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Is future proofing your socket important?

Last response: in CPUs
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Is it better to go with AM3 because 1156 is dead?

Total: 33 votes (6 blank votes)

  • Yes
  • 60 %
  • No
  • 41 %
May 22, 2010 6:45:58 PM

I just want to get a feel for what people really think is the right choice by means of a poll. Any comments about this topic are greatly appreciated.
a c 83 à CPUs
May 22, 2010 9:48:07 PM

Bulldozer is rumored AM3+ with backwards compatibility with AM3, however it's not known what features you will loose by using it on AM3 or which motherboards will be compatible with it. I personally buy for what is here now based on price/performance.
a b à CPUs
May 22, 2010 9:51:41 PM

1156 was dead the day it came out, but the irresistable thing about it is the i5 dual core series, which although is priced insanely high, is quite easy to cool and power
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a b à CPUs
May 22, 2010 10:42:54 PM

The its dead line is a fan boy catch phrase.
So Intel is going to have new hardware in 2011 ? If that hardware appeals to you, you upgrade ? You sell your m/b~cpu, just like you would, just your cpu. Most people upgrade both together.
For AMD was 790 dead, when they introduced 890 ? I've heard the Bulldozer might not be all AM3, but 890XX AM3, its not here yet , who knows ?

Last time I checked if you want a new chipset, you buy a new m/b, even with AMD ,lol
May 22, 2010 11:01:49 PM

I think it's pretty safe to say that "future proofing" is an AMD exclusive feature. I dare saying that if you are an Intel fan, don't bother. You just can't future proof it. I bought a 1156 board myself and I never belived I had a chance of a significant upgrade with it so I just knew from the start that it'll be the exact same system until I change it completely (hopefully in like 3 years since I'm don't care much about high end).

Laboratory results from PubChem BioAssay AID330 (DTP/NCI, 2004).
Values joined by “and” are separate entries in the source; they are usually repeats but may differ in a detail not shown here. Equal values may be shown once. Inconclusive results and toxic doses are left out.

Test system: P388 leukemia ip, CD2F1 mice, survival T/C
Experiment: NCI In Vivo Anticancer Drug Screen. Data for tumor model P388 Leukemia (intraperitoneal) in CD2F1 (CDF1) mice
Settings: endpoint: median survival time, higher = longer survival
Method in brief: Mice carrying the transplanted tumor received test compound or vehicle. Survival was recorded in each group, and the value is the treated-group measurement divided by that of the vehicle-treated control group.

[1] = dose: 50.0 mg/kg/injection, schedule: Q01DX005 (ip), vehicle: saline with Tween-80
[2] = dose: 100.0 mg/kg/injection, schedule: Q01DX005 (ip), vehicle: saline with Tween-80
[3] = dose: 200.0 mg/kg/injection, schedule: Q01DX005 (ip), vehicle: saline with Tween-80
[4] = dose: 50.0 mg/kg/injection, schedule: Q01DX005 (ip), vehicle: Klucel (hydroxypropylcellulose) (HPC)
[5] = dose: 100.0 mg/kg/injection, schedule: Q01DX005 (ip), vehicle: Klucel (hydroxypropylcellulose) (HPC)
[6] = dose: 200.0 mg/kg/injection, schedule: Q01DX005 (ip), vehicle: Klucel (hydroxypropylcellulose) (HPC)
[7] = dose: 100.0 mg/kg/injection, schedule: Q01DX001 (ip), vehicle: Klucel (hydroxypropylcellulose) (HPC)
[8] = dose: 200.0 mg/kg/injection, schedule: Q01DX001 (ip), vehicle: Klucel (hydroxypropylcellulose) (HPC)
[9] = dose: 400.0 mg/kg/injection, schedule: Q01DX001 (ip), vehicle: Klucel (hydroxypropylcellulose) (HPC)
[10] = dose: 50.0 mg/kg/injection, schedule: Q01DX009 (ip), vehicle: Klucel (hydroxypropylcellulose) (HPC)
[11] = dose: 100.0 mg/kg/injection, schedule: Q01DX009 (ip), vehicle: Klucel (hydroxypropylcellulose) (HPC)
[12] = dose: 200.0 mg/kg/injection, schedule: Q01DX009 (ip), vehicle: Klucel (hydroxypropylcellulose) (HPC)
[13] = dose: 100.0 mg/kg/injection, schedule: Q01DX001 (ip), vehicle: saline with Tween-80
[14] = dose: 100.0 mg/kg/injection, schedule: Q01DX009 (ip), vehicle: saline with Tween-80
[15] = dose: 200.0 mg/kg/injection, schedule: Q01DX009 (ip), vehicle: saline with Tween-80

May 22, 2010 11:41:54 PM

Considering how AMD was able to put a 6 core CPU on a old socket yeah I think AM3 will last longer.
a b à CPUs
May 22, 2010 11:52:13 PM

go with what you want to do and give up the notion of "future proofing".

if a core i5 (for example) will suit your purposes more than a Phenom II (for example) then get the i5 - it will last you a while, especially if you get the 750.

if you're one of these people who has the desire and/or funds to upgrade every year then it's hardly an issue anyway.

yes, AMD have an intentional track record of extending the life of their platforms, which is why AMD will always win out in terms of value, but if Intel suits your purposes better then just go with it.
May 24, 2010 11:32:35 PM

LePhuronn said:
go with what you want to do and give up the notion of "future proofing".

if a core i5 (for example) will suit your purposes more than a Phenom II (for example) then get the i5 - it will last you a while, especially if you get the 750.

if you're one of these people who has the desire and/or funds to upgrade every year then it's hardly an issue anyway.

yes, AMD have an intentional track record of extending the life of their platforms, which is why AMD will always win out in terms of value, but if Intel suits your purposes better then just go with it.


What if I'm looking to upgrade my system periodically. Some parts this year, others next year? Is there a way to stagger purchases so that a new motherboard purchase isn't always accompanied by a new processor purchase and vice versa or is it always going to be a pairing?
a c 131 à CPUs
May 25, 2010 5:29:36 AM

Slayer697 said:
What if I'm looking to upgrade my system periodically. Some parts this year, others next year? Is there a way to stagger purchases so that a new motherboard purchase isn't always accompanied by a new processor purchase and vice versa or is it always going to be a pairing?

Well, you might have to plan it out but don't be expecting to pay an equal amount every time. The GPU can be upgraded no problem. If you go with a lower end CPU now, then upgrading to a higher end one (high end today) could be an option. But at some point you will always find that you need to upgrade your system. Think about it; older chipsets don't support the new Athlon II or Phenom II, even if the socket does. At this point you'll be looking to spend on the CPU, motherboard and RAM.
Of course, you could simply do it all over again, purchase lower end parts then upgrade down the road.
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